Aaron Copland’s (1900-1990) Lincoln Portrait is unusual in that it is for orchestra and solo speaker, who reads selections from speeches by Abraham Lincoln. Copland was asked by conductor Andre Kostelanetz to make a musical portrait of an eminent American, and this work was the result. The piece is in two parts—the first an orchestral tone poem, and the second an accompanied declamation of Lincoln’s speeches. If you listen carefully you can hear some famous folk tunes, popular during Lincoln’s time, quoted directly, Foster’s “Camptown Races” being the most recognizable. For Lincoln Portrait Copland employed his signature “Americana” style—clearly marked by static drones, coloristic woodwind writing, pentatonic melodies, and pandiatonic harmonies. This style is very similar to that employed in his famous piece Appalachian Spring. However, this is not the only style Copland employed in his compositions—he, in fact, cultivated a second, more personal, atonal style for use in more serious genres (an example being the piano sonata). One can consider the composer as double sided—the public “American” Copland and the private quasi-European modernist Copland. This piece is located firmly in the former category, composed in 1942 as a way to rally the American spirit in the depths of the Second World War.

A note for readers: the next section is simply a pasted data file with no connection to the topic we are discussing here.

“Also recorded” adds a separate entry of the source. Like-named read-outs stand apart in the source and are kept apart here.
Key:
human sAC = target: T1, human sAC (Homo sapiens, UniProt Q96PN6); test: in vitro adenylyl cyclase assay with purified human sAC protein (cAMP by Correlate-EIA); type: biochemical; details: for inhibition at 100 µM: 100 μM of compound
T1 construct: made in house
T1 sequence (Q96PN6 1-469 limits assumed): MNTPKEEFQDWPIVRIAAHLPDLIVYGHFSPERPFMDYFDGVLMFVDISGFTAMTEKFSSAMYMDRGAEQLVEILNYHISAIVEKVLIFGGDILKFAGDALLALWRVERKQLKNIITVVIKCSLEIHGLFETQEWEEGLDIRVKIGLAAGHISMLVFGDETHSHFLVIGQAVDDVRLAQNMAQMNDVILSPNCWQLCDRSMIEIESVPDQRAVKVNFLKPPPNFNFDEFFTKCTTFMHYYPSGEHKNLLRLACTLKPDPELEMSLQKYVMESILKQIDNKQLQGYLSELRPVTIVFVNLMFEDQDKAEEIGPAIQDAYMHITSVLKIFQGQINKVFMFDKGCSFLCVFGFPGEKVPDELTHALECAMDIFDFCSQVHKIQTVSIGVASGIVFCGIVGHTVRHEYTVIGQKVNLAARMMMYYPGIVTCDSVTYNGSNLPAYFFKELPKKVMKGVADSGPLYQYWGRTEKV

The final work on tonight’s program is Scheherazade by Nikolay Rimsky-Korsakov (1844-1908). Easily one of the most played works in the modern orchestral repertoire, it features sweeping melodies and lush, colorful textures. The four movements contain vague titles that reference different stories in One Thousand and One Nights (also known as “Arabian Nights”), but Rimsky-Korsakov was averse to strongly programmatic music and thus the titles remain only suggestive of a program at best. The composer is commonly referred to as a nationalist composer, as a member of the famous “Mighty Handful” in the 1860s (Balakirev, Borodin, Mussorgsky, and Kyui round out the bunch). However, by 1887, when Scheherazade was composed, Rimsky-Korsakov was determined to preserve the style of the preceding two decades. It does, however, feature absolutely top class writing for wind instruments and is no easy score to conduct given the complexity and sophistication of the orchestration (Rimsky-Korsakov was a noted author of an orchestration textbook). As regards the musical style, it can be understood as Orientalist, insofar as the composer was attempting to tap into exotic stereotypes of the Persian near East (languidness, sensuality, etc.), rather than trying to accurately employ or depict real historical music of Persia. Thus Rimsky-Korsakov could be considered complicit in the Russian Empire’s militaristic expansion into Central Asia by depicting its people as somehow different and other than normal “civilized” Russians. This fantastically backfired when his music became more popular in Western Europe in the early Twentieth Century, as this exotic, Orientalist style became associated with Russia itself. Thenceforth Russian composers had to choose between appealing to audiences abroad by continuing to write in this style, or staying true to music that their contemporaries felt was more truly Russian.